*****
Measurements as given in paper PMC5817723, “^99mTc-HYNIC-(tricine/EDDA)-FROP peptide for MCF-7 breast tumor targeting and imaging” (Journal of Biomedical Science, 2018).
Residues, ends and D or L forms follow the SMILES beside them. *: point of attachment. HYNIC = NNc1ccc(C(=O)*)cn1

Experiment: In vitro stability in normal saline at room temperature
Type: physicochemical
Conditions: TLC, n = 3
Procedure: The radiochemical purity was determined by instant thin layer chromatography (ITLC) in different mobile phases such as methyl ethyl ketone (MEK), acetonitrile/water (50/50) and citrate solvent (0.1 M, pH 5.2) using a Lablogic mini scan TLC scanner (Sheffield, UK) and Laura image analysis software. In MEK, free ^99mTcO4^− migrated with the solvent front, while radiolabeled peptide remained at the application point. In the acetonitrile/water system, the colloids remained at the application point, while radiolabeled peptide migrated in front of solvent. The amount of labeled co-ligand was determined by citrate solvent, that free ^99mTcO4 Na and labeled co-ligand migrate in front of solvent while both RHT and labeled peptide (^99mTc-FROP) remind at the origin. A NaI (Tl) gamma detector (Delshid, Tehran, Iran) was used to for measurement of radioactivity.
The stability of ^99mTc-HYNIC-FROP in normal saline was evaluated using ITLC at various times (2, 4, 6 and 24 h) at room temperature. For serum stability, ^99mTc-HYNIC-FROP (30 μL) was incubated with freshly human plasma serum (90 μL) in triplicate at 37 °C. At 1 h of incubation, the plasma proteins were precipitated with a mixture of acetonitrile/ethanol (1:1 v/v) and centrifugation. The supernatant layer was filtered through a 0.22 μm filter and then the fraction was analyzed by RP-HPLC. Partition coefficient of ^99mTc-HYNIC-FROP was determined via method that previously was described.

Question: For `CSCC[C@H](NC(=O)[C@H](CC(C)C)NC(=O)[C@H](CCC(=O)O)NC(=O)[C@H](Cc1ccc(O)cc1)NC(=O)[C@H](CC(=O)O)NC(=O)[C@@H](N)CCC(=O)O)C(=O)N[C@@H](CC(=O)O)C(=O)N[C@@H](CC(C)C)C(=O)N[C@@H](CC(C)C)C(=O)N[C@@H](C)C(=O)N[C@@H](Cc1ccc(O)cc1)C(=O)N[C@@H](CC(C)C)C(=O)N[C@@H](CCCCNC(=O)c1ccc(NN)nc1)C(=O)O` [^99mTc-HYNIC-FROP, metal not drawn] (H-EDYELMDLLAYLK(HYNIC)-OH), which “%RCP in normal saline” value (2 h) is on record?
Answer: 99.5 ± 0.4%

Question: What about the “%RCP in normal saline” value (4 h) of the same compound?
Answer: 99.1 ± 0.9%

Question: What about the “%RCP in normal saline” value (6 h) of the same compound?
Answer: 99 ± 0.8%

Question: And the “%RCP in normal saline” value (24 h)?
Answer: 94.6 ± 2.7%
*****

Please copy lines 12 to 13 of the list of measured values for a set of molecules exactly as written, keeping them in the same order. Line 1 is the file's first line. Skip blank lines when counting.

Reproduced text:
Question: What about the “%RCP in normal saline” value (6 h) of the same compound?
Answer: 99 ± 0.8%